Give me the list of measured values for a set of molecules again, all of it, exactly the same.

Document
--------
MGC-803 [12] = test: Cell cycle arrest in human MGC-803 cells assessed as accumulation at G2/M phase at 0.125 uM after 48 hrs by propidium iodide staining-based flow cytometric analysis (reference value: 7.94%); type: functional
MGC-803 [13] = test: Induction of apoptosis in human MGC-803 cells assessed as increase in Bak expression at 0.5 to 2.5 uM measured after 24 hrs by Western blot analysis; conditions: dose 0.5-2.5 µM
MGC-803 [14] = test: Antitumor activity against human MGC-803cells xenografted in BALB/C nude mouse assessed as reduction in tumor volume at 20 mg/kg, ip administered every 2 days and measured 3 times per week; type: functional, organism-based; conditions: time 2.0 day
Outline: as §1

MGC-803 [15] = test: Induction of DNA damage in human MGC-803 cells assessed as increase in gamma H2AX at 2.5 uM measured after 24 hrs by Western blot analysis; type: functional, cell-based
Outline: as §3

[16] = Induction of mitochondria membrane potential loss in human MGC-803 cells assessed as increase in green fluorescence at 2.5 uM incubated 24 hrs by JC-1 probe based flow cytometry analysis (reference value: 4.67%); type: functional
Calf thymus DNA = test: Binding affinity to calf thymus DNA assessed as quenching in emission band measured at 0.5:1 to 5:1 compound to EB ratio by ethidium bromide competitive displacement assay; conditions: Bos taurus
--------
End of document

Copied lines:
MGC-803 [12] = test: Cell cycle arrest in human MGC-803 cells assessed as accumulation at G2/M phase at 0.125 uM after 48 hrs by propidium iodide staining-based flow cytometric analysis (reference value: 7.94%); type: functional
MGC-803 [13] = test: Induction of apoptosis in human MGC-803 cells assessed as increase in Bak expression at 0.5 to 2.5 uM measured after 24 hrs by Western blot analysis; conditions: dose 0.5-2.5 µM
MGC-803 [14] = test: Antitumor activity against human MGC-803cells xenografted in BALB/C nude mouse assessed as reduction in tumor volume at 20 mg/kg, ip administered every 2 days and measured 3 times per week; type: functional, organism-based; conditions: time 2.0 day
Outline: as §1

MGC-803 [15] = test: Induction of DNA damage in human MGC-803 cells assessed as increase in gamma H2AX at 2.5 uM measured after 24 hrs by Western blot analysis; type: functional, cell-based
Outline: as §3

[16] = Induction of mitochondria membrane potential loss in human MGC-803 cells assessed as increase in green fluorescence at 2.5 uM incubated 24 hrs by JC-1 probe based flow cytometry analysis (reference value: 4.67%); type: functional
Calf thymus DNA = test: Binding affinity to calf thymus DNA assessed as quenching in emission band measured at 0.5:1 to 5:1 compound to EB ratio by ethidium bromide competitive displacement assay; conditions: Bos taurus